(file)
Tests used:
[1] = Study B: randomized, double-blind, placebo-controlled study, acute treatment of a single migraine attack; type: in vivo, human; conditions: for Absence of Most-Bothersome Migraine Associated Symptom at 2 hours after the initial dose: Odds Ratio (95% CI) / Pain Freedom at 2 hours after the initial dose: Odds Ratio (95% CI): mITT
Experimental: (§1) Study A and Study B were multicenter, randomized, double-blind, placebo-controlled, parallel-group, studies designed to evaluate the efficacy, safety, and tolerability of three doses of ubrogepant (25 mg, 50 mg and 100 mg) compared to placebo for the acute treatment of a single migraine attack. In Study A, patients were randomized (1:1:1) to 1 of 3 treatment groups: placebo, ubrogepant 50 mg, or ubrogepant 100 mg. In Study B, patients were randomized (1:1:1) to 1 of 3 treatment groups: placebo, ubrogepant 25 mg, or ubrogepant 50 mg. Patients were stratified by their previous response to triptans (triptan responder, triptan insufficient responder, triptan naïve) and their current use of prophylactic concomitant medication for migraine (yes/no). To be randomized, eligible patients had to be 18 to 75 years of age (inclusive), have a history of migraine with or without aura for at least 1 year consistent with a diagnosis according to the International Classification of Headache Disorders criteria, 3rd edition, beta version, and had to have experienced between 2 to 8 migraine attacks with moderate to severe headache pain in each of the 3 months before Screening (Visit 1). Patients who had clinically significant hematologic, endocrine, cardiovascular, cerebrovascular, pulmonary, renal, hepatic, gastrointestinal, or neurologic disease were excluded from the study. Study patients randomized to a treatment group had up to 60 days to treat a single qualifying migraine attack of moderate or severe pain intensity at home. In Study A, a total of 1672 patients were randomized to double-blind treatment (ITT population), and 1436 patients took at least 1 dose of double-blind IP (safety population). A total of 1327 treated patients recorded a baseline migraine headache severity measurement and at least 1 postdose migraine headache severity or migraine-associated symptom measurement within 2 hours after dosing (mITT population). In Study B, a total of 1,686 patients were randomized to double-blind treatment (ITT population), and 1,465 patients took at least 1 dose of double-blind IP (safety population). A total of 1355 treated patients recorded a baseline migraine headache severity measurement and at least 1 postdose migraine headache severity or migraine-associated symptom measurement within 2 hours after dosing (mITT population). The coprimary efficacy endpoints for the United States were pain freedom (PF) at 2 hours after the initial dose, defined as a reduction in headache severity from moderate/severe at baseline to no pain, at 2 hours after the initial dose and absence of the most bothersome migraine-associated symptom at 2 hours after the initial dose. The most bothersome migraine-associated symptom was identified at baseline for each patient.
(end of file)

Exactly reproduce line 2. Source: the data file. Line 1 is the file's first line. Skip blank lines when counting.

[1] = Study B: randomized, double-blind, placebo-controlled study, acute treatment of a single migraine attack; type: in vivo, human; conditions: for Absence of Most-Bothersome Migraine Associated Symptom at 2 hours after the initial dose: Odds Ratio (95% CI) / Pain Freedom at 2 hours after the initial dose: Odds Ratio (95% CI): mITT